Pakistan | Events | WHO and Rotary International mark World Polio Day in Karachi

WHO and Rotary International mark World Polio Day in Karachi

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Dr Michel Thieren, WHO Representative, Pakistan, addressing the seminar arranged by the Rotary International on the occasion of World Polio Day 2015 in KarachiDr Michel Thieren, WHO Representative, Pakistan, addressing the seminar arranged by the Rotary International on the occasion of World Polio Day 2015 in KarachiTo mark World Polio Day, as well as national and global efforts in polio eradication, the national chapter of Rotary International organized a seminar on November 1 2015 in Karachi. Polio eradication in Pakistan is a national emergency and has been a priority for Rotary International, since 1985.

Nisar Khuro, Senior Minister for Education and Literacy, Sindh, was the chief guest on the occasion, attended by representatives of WHO and UNICEF, polio frontline workers and other partner organizations.

Among the speakers, Begam Shehnaz Wazir Ali, Coordinator of the Oversight Committee, Sindh, highlighted the challenges in the high-risk areas of Karachi, while expressing appreciation of the efforts of Rotary International, WHO, UNICEF and other partners in eradicating polio in Pakistan.

While addressing the seminar, Dr Michel Thieren, WHO Representative in Pakistan, thanked Rotary International for its ongoing support to eradication efforts in Pakistan. He acknowledged the efforts of national and provincial polio eradication teams and particularly praised the untiring commitment and hard work of frontline polio workers.

Dr Thieren said that World Polio Day was a good time to reflect on the recent gains that had been made because of the hard work of frontline workers and to consider what was needed to keep teams motivated and enthused for the last mile. “It is a singular honour for me to celebrate this World Polio Day for two reasons; one because it may well be the last World Polio Day looking ahead to a polio-free world, after a succession of similar days looking back at a polio-endemic one, and secondly because I celebrate this day with Rotarians: the one brotherhood at war against polio,” he said.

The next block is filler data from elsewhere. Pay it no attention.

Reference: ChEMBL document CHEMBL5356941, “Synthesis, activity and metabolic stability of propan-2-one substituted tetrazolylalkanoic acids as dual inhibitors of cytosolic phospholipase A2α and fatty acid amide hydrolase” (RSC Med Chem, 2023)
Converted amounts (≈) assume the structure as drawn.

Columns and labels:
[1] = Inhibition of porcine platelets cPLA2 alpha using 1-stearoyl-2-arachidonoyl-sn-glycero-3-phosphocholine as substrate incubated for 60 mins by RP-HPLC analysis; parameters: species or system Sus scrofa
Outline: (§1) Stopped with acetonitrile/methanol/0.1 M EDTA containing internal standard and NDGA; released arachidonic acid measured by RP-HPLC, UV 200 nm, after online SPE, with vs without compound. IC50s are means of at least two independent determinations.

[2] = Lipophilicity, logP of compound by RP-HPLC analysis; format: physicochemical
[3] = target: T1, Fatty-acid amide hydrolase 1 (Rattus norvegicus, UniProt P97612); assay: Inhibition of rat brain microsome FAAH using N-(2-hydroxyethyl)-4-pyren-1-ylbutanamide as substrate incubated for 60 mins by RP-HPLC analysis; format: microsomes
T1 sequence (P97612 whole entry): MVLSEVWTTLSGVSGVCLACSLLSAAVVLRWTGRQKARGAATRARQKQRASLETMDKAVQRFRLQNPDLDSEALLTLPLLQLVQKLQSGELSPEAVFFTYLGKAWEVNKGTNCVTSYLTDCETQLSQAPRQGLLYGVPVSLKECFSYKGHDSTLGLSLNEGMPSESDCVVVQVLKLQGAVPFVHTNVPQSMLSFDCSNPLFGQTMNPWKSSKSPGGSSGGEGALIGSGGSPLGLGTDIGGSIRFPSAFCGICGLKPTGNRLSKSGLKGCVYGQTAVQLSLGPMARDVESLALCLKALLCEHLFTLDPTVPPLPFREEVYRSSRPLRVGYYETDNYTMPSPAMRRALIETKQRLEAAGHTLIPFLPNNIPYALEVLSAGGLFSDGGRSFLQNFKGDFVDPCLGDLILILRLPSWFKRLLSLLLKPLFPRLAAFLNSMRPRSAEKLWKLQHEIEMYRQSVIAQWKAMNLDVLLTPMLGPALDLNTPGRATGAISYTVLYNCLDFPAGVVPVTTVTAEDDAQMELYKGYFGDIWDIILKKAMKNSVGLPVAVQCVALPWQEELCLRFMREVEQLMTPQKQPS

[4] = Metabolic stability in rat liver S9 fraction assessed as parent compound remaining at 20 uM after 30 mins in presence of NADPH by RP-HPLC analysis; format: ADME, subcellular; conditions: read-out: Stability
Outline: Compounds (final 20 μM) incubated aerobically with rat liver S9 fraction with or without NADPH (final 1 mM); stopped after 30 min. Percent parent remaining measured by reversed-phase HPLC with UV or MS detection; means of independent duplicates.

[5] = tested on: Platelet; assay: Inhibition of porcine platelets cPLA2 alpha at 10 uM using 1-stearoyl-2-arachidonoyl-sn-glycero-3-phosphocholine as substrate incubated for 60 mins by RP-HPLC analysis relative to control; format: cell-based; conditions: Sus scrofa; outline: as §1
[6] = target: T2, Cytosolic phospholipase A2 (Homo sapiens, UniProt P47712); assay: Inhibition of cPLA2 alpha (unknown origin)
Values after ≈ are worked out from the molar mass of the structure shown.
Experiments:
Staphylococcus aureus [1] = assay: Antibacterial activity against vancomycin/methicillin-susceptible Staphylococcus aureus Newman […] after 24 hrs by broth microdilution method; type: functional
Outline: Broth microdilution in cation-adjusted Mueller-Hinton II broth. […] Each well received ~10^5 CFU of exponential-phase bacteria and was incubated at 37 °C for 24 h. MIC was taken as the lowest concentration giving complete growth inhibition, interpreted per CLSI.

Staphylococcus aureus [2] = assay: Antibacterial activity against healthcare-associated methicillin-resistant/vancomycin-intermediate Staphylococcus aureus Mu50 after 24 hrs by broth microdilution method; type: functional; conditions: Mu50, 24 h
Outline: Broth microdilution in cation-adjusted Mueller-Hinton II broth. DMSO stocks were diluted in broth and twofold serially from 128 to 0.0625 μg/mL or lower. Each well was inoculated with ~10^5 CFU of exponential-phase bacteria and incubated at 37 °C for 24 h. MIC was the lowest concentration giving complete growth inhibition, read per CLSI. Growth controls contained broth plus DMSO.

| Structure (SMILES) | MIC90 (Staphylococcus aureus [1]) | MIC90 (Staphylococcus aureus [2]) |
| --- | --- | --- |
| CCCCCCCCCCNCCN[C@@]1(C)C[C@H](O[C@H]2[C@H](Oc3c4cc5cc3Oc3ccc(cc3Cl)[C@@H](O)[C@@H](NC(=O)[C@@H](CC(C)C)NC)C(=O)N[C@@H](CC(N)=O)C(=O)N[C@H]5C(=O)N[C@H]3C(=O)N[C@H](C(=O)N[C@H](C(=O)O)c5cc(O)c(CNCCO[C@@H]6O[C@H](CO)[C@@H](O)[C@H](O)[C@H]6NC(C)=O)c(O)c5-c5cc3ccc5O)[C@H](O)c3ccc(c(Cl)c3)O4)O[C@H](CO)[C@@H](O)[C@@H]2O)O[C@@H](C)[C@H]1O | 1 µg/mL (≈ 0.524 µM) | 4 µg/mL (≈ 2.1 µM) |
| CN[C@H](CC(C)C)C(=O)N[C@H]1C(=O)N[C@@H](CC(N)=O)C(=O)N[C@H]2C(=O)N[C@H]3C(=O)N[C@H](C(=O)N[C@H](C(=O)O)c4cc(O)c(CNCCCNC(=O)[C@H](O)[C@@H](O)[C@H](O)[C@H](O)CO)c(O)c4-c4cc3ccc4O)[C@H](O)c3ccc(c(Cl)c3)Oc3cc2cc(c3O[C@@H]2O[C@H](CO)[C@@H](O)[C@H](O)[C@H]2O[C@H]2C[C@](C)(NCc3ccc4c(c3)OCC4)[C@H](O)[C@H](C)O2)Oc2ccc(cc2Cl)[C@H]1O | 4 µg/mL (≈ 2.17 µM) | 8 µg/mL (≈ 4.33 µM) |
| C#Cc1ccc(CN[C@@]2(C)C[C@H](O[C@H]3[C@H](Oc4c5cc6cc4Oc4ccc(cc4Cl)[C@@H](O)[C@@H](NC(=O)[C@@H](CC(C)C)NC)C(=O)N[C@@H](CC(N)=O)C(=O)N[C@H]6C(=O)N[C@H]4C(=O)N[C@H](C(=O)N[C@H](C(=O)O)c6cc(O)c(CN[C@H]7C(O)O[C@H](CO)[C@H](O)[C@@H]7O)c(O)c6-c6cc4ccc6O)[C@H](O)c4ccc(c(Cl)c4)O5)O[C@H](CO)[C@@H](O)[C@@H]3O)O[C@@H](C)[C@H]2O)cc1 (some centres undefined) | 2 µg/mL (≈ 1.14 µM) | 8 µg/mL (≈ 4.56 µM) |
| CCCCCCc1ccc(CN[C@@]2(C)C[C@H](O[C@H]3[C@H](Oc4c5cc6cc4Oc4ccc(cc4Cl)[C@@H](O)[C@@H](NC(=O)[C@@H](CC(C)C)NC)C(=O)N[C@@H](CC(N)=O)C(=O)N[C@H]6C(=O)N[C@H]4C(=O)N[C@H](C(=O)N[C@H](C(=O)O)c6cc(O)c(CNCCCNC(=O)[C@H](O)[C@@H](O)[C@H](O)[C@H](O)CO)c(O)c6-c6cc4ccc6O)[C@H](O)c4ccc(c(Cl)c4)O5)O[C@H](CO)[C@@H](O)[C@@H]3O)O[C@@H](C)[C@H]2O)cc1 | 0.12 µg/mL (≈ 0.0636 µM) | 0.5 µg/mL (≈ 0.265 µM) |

He added that World Polio Day, which was created in commemoration of the discovery of the polio vaccine, reminded us all that the polio eradication initiative had kept millions of children on their feet.

WHO estimates that since the global polio eradication initiative started in 1988, more than 10 million children have been spared from contracting the life altering illness. For Pakistan, this means everywhere: in every village, in every tehsil, children are running and playing and walking to school. But there is still work to be done before Pakistan will be polio-free.

Dr Thieren shared successes and innovations from the polio eradication programme, such as involving religious leaders from across the country in polio eradication efforts. “I have been warmly welcomed in a well-known madrassa in Nowshera, Khyber Pakhtunkhwa, to deliver a speech on health and religion in front of 800 graduating students at the launch of the first national immunization day of this year’s low transmission season.”

Dr Thieren expressed his hope that future World Polio Day’s would be marked by further celebration when the disease is eradicated, not only from Pakistan, but from the entire world.

Related links

Global Polio Eradication Initiative

Poliomyelitis

Key health-related statistics

Total population (000s) 213 707
Total health expenditure (% of general government expenditure) 9.7
Maternal mortality ratio (per 100 000 live births) 178
Primary health care centres and units (per 10 000 population) 0.5
Total life expectancy at birth (years) 66.5

Source: Framework for health information systems and core indicators for monitoring health situation and health system performance, 2018

Pakistan country health profile

Regional Health Observatory

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